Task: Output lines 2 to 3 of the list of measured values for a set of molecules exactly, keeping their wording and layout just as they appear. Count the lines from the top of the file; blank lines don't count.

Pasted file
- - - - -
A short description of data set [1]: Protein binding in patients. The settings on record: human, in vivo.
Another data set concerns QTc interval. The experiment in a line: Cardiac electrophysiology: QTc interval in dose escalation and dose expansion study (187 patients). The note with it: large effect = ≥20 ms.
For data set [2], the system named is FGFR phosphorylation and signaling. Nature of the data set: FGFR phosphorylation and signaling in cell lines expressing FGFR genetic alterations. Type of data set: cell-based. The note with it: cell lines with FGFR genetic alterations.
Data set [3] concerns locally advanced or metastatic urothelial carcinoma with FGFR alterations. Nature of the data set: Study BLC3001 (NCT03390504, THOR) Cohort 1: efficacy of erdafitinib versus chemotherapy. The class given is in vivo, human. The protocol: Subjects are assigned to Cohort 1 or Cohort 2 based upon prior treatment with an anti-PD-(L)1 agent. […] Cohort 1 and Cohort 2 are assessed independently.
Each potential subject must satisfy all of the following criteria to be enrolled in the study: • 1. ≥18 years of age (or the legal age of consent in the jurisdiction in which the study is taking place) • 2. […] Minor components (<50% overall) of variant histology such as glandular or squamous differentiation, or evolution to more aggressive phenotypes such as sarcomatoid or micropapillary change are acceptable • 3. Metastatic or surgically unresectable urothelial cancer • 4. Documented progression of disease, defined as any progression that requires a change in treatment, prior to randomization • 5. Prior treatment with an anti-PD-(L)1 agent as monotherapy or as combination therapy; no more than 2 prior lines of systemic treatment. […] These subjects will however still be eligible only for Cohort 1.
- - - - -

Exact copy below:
Another data set concerns QTc interval. The experiment in a line: Cardiac electrophysiology: QTc interval in dose escalation and dose expansion study (187 patients). The note with it: large effect = ≥20 ms.
For data set [2], the system named is FGFR phosphorylation and signaling. Nature of the data set: FGFR phosphorylation and signaling in cell lines expressing FGFR genetic alterations. Type of data set: cell-based. The note with it: cell lines with FGFR genetic alterations.